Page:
I have been unable to update my blog last couple of weeks owing to travel doing so now please disregard if you’ve already seen elsewhere this column and the one I am posting next.
US President Donald Trump has learned the hard way the power of an independent judiciary, which had stopped him from implementing his ill-conceived and unconstitutional ban on Muslim travel to the US. To be sure, Trump was only handed “victory” by the Supreme Court, which only revived parts of a travel ban on people from six Muslim-majority countries that he said is needed for national security but that opponents decry as discriminatory.
But the lower courts had completely blocked key parts of a March 6 executive order that Trump had said was needed to prevent terror attacks.
This is what is meant by an independent judiciary — a court system, whose decisions and actions are soundly grounded on facts and law and not doing things at the whim of the executive, something that has plagued our nation since Independence. Put another way, an independent judiciary is where litigants can go to court knowing full well in close cases, where an arbiter of facts could rightly rule one way or another, that the decision an arbiter arrives at is one that the losing side can accept as just and fair under the circumstances, and not one arbitrarily decided for nefarious reasons, not the least of which is corruption or doing the bidding of the appointing authority.
With the promulgation of the 2010 Constitution a new Supreme Court was created to lead in establishing an independent judiciary, but we know how former Chief Justice Willy Mutunga let us down in presiding over an independent judiciary, especially in the manner he handled the contested 2013 General Election. Chief Justice David Maraga has now taken over the leadership of the judiciary. But the question is, will he advance judicial independence to the satisfaction of all, or will he also succumb to the ills that have bedevilled our courts from the lowest to the highest?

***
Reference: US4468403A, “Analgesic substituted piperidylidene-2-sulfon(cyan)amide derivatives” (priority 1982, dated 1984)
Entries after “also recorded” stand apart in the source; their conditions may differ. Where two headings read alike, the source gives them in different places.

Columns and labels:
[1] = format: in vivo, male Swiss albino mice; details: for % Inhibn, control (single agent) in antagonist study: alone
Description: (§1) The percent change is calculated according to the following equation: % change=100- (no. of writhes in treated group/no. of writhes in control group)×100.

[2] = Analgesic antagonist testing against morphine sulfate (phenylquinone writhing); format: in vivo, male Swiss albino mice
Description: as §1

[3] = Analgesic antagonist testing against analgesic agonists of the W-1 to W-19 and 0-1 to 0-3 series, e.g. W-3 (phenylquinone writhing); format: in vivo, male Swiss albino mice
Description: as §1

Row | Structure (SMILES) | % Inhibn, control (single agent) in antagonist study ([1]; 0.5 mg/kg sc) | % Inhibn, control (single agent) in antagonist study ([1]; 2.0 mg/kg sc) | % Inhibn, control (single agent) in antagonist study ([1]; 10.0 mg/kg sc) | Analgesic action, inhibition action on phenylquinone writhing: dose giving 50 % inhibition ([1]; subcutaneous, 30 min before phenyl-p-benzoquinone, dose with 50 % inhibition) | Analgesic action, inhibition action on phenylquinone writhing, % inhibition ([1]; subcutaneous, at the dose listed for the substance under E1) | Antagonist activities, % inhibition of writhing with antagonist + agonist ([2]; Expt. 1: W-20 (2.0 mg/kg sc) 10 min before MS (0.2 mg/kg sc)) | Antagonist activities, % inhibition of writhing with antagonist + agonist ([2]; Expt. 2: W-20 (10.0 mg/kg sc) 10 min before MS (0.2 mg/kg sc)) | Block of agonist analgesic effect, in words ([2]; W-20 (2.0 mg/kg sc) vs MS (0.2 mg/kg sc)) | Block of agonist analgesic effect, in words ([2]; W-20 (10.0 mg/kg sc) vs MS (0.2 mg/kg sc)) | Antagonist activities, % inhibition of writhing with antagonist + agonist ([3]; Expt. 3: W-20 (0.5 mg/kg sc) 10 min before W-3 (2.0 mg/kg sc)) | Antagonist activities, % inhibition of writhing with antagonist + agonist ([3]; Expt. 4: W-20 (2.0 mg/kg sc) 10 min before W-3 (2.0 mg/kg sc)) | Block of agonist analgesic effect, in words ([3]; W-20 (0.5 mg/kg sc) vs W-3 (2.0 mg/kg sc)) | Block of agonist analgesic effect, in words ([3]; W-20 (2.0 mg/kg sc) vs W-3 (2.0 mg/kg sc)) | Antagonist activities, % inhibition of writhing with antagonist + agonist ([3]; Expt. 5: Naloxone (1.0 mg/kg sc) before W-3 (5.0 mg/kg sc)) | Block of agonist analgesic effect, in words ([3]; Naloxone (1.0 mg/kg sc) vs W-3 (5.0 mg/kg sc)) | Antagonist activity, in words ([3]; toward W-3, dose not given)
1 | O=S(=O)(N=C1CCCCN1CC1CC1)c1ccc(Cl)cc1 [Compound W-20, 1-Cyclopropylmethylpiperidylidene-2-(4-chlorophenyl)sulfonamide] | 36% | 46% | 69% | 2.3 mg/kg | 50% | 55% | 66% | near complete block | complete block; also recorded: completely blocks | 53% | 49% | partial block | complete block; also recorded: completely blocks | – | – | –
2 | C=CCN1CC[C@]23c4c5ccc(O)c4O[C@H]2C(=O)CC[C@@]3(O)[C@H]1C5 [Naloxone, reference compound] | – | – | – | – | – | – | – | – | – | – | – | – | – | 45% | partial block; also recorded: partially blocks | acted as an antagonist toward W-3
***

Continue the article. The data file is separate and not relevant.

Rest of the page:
That question will be put to the test after the upcoming August 8 election, where there’s no doubt Jubilee is once again busy scheming how to once again rig to cling to power.
There are two things that can save us from another rigged election, with its inevitable consequences and these are; an overwhelming rejection of Jubilee as was the case in 2002, when the country overwhelmingly rejected President Daniel Moi and his project Uhuru Kenyatta and, or two — if the voter turnout is not as overwhelming for NASA, giving Jubilee a chance to rig — for the Chief Justice and his fellow justices saying no to any rigging, by granting a petition to stop a rigged -in President Uhuru from clinging to power if, in fact, he tries to manipulate the result, and there’s evidence of that proven in the petition.
Of the two choices, an overwhelming turnout by voters in favour of saying enough is enough with yet another failed government will be the better alternative. Should that not happen, and Jubilee tries to rig, there’s no do doubt NASA will file a petition challenging the result, and it would be then upto Chief Justice David Maraga and his colleagues at the Supreme Court to prove the power of an independent judiciary, by rendering a decision consistent with the evidence before the court and the law.
One of the ominous signs we are headed into yet another rigged election with a court that is unable to justly resolve the outcome is Maraga’s recent roadside declaration, among other things, that the court’s hands are tied with the strict timelines provided in the Constitution.
This was the excuse former CJ Mutunga gave in rejecting Raila and AfriCOG’s petitions challenging the declaration of Uhuru as winner of the 2013 election.
The court can and must do better in balancing the dictates of judicial fairness and justice, and doing whatever is necessary not to make the strict timelines an excuse to deny giving effect to the will of the voters as expressed at the polls, if Jubilee were to try and rig the election again.
Anything else would be unbecoming with predictable outcome to those adversely affected.